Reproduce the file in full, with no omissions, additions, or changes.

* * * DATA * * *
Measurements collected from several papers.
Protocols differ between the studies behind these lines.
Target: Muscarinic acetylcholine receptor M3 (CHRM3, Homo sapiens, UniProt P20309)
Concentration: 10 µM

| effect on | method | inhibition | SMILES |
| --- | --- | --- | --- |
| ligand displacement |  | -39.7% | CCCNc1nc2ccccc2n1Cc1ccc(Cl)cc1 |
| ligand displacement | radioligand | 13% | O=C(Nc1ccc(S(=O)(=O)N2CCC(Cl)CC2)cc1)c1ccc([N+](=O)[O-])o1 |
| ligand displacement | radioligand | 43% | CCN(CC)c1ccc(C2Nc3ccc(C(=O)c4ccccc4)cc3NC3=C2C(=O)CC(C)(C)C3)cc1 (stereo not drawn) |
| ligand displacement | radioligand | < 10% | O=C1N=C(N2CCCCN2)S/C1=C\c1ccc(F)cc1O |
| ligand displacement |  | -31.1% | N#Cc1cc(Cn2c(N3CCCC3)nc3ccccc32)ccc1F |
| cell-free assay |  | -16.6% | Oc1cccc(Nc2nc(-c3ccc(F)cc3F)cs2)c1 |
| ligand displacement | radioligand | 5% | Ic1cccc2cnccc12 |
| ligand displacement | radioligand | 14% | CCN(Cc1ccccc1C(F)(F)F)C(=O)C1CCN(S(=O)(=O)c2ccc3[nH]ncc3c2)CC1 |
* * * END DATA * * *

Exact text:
Measurements collected from several papers.
Protocols differ between the studies behind these lines.
Target: Muscarinic acetylcholine receptor M3 (CHRM3, Homo sapiens, UniProt P20309)
Concentration: 10 µM

| effect on | method | inhibition | SMILES |
| --- | --- | --- | --- |
| ligand displacement |  | -39.7% | CCCNc1nc2ccccc2n1Cc1ccc(Cl)cc1 |
| ligand displacement | radioligand | 13% | O=C(Nc1ccc(S(=O)(=O)N2CCC(Cl)CC2)cc1)c1ccc([N+](=O)[O-])o1 |
| ligand displacement | radioligand | 43% | CCN(CC)c1ccc(C2Nc3ccc(C(=O)c4ccccc4)cc3NC3=C2C(=O)CC(C)(C)C3)cc1 (stereo not drawn) |
| ligand displacement | radioligand | < 10% | O=C1N=C(N2CCCCN2)S/C1=C\c1ccc(F)cc1O |
| ligand displacement |  | -31.1% | N#Cc1cc(Cn2c(N3CCCC3)nc3ccccc32)ccc1F |
| cell-free assay |  | -16.6% | Oc1cccc(Nc2nc(-c3ccc(F)cc3F)cs2)c1 |
| ligand displacement | radioligand | 5% | Ic1cccc2cnccc12 |
| ligand displacement | radioligand | 14% | CCN(Cc1ccccc1C(F)(F)F)C(=O)C1CCN(S(=O)(=O)c2ccc3[nH]ncc3c2)CC1 |